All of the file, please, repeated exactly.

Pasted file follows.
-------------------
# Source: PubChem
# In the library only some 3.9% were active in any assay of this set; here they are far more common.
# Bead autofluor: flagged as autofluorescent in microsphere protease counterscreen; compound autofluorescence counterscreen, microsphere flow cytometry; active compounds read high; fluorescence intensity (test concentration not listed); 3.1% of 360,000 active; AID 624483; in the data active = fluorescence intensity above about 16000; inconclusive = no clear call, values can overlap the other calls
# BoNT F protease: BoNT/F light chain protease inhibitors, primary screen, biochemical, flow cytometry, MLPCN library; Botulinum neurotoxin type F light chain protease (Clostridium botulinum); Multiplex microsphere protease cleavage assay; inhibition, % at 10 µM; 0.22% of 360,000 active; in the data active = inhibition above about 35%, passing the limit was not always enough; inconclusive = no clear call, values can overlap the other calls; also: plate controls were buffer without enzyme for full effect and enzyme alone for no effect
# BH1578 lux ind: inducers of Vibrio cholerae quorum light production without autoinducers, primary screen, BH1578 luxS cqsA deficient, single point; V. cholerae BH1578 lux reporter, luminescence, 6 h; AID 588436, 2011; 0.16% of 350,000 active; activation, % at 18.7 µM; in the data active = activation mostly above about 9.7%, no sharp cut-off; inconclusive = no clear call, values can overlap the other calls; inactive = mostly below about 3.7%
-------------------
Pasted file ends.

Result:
# Source: PubChem
# In the library only some 3.9% were active in any assay of this set; here they are far more common.
# Bead autofluor: flagged as autofluorescent in microsphere protease counterscreen; compound autofluorescence counterscreen, microsphere flow cytometry; active compounds read high; fluorescence intensity (test concentration not listed); 3.1% of 360,000 active; AID 624483; in the data active = fluorescence intensity above about 16000; inconclusive = no clear call, values can overlap the other calls
# BoNT F protease: BoNT/F light chain protease inhibitors, primary screen, biochemical, flow cytometry, MLPCN library; Botulinum neurotoxin type F light chain protease (Clostridium botulinum); Multiplex microsphere protease cleavage assay; inhibition, % at 10 µM; 0.22% of 360,000 active; in the data active = inhibition above about 35%, passing the limit was not always enough; inconclusive = no clear call, values can overlap the other calls; also: plate controls were buffer without enzyme for full effect and enzyme alone for no effect
# BH1578 lux ind: inducers of Vibrio cholerae quorum light production without autoinducers, primary screen, BH1578 luxS cqsA deficient, single point; V. cholerae BH1578 lux reporter, luminescence, 6 h; AID 588436, 2011; 0.16% of 350,000 active; activation, % at 18.7 µM; in the data active = activation mostly above about 9.7%, no sharp cut-off; inconclusive = no clear call, values can overlap the other calls; inactive = mostly below about 3.7%